8. The shoulder stretcher assembly of claim 1 wherein said upper portion terminates with said pulley assembly attaching element.
9. The shoulder stretcher assembly of claim 1 wherein said lower mounting assembly comprises a lower mounting bracket assembly and said upper mounting comprises an upper mounting assembly comprising an upper mounting bracket assembly.
10. The shoulder stretcher assembly of claim 1 wherein
a) said lower section comprises a horizontal crossbar connecting two rear legs of a chair, said mating element comprises a bottom plate for matingly engaging said lower mounting bracket for securing said lower mounting bracket assembly to said horizontal crossbar; and,
b) said upper mounting comprises an upper mounting bracket assembly securely attachable to an upper section of said rear portion of said chair frame, said upper mounting bracket assembly for securely supporting an intermediate section of said substantially vertical portion, said upper section comprising a center column near the top of a backrest of the chair, said upper mounting bracket assembly, comprising:
i. an upper mounting bracket having said opening for accepting and for securely supporting said intermediate section of said substantially vertical portion; and,
ii. an upper bracket plate for matingly engaging said upper mounting bracket for securing said upper mounting bracket assembly to said center column.
11. The shoulder stretcher assembly of claim 1 wherein said elongated support assembly, comprises:
a) a lower straight support tube, comprising a main section of said substantially vertical portion;
b) an upper support tube, having a straight lower part thereof and a curved upper part thereof, said straight lower part comprising another section of said substantially vertical portion, and said curved upper part comprising said upper portion of said elongated support assembly; and, c) a tube connector bar for coupling said lower straight tube with said upper support tube.
12. The shoulder stretcher assembly of claim 1 wherein said elongated support assembly, comprises:
a) a lower straight support tube, comprising a main section of said substantially vertical portion;
b) an upper support tube, having a straight lower part thereof and a curved upper part thereof, said straight lower part comprising another section of said substantially vertical portion, and said curved upper part comprising said upper portion of said elongated support assembly; and,
c) a tube connector bar for coupling said lower straight tube with said upper support tube, said tube connector bar having a central spacing ridge for spacing said lower straight support tube from said upper support tube and allowing relative rotation therebetween.
13. The shoulder stretcher assembly of claim 1, further comprising a chair for attachment to said elongated support assembly.
14. The shoulder stretcher assembly of claim 1 wherein the pulley assembly comprises:
a) a support assembly attachment element for removably attaching said pulley assembly to said pulley assembly attaching element; and,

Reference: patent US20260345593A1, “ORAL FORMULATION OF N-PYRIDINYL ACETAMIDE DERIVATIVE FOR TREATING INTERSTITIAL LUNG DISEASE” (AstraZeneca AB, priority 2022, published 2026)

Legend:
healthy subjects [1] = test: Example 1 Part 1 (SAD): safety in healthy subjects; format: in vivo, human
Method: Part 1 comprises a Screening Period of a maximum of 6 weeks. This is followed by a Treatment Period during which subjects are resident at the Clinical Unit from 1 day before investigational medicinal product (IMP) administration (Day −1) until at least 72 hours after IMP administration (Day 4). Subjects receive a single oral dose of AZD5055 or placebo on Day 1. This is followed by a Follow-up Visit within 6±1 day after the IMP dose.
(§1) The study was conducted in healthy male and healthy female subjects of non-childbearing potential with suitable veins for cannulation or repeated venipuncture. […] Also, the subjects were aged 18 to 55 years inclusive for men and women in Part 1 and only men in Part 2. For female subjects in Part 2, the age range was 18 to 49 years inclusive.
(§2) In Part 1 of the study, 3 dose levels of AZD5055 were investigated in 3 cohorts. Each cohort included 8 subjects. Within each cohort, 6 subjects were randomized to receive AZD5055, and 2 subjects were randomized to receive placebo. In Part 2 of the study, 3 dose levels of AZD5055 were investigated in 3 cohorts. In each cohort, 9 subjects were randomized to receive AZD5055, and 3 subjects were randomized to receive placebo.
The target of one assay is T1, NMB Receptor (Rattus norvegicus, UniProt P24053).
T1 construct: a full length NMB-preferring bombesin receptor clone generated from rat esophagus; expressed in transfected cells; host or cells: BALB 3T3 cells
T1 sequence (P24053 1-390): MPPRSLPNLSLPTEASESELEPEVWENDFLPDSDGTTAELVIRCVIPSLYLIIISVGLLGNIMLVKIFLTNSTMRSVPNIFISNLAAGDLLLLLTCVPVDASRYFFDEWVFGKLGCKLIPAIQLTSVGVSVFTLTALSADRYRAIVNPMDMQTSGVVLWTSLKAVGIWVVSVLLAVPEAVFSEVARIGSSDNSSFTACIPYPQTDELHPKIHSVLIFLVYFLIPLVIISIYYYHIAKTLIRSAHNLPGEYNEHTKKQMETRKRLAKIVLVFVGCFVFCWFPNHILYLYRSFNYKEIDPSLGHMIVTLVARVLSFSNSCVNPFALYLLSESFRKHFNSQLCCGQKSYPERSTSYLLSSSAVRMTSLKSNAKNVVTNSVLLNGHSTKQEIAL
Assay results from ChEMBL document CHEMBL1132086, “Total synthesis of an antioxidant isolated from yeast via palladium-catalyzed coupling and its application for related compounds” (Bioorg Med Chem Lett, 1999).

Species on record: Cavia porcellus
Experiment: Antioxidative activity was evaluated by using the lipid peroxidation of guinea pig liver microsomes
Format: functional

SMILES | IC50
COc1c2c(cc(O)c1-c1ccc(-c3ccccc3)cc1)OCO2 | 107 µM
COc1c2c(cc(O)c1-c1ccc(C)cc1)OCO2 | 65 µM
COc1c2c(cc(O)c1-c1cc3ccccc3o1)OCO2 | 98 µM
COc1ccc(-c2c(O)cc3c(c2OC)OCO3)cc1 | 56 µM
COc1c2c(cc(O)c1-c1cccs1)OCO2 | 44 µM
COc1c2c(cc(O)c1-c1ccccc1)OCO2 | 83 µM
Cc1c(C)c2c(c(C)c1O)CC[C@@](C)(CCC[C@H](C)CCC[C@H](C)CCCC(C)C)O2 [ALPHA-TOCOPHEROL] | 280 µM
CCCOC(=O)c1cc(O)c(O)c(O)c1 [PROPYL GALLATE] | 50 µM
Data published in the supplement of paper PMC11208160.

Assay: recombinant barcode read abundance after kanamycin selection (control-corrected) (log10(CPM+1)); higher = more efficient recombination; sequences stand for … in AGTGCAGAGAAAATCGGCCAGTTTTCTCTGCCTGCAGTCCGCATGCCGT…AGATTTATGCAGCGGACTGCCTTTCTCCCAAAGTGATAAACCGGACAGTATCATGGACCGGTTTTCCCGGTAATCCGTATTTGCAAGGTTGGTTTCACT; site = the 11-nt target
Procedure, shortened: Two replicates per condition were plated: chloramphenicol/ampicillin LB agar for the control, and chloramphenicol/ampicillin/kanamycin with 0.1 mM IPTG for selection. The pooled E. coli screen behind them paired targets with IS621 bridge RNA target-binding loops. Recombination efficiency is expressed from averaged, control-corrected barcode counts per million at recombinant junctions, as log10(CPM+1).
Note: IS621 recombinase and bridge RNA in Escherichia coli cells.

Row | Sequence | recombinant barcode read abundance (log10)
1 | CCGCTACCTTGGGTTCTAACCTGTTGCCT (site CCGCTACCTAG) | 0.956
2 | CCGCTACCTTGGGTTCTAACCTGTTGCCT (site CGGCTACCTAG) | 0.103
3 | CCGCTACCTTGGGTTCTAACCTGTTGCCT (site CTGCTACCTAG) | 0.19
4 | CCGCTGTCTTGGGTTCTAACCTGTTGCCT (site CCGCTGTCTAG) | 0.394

b) a pulley housing securely attached to said support assembly attachment element that supports supporting a cable assembly, said support assembly attachment element and said pulley housing being an integral unit, an opening provided in said support assembly attachment element that provides access to said pulley assembly attaching element, said pulley housing, comprising:
i. a pulley bracket integrally attached to said pulley assembly attaching element; and,
ii. a pair of pulleys attached to swivel in an orthogonal direction from a plane of said pulley bracket.
15. The shoulder stretcher assembly of claim 1 wherein the pulley assembly comprises:
a) a support assembly attachment element for removably attaching said pulley assembly to said pulley assembly attaching element, said pulley assembly attaching element comprising a sleeve that fits over an end upper portion; and
b) a pulley housing securely attached to said support assembly attachment element that supports a cable assembly, said support assembly attachment element and said pulley housing being an integral unit, said pulley housing, comprising:
i. a pulley bracket integrally attached to said pulley assembly attaching element; and,
ii. a pair of pulleys attached to swivel in an orthogonal direction from a plane of said pulley bracket.
16. The shoulder stretcher assembly of claim 1 wherein the pulley assembly, comprising a cable/pulley assembly comprises:
a) a pulley housing including a support assembly attachment element removably attaching said pulley housing to said pulley assembly attaching element; and,
b) a cable assembly, comprising:
i. a cable operatively associated with said pulley housing; and,
ii. a pair of handles, each handle secured at a respective end of said cable.
17. An exercise system, comprising:
a) an exercise chair having a chair frame; and,
b) an elongated support assembly, comprising:
i. a substantially vertical portion configured to be securely and detachably connectable to a rear portion of said chair frame of said chair;
ii. an upper portion projecting forwardly from said substantially vertical portion so, said upper portion including a pulley assembly attaching element removably attaching to a pulley assembly that supports a removably attachable cable assembly adapted to be grasped by a user for exercise
iii) a lower mounting assembly securely attachable to a lower section of said rear portion of said chair frame for securely supporting a lower end of said substantially vertical portion, said lower mounting assembly comprising a lower mounting bracket assembly, comprising: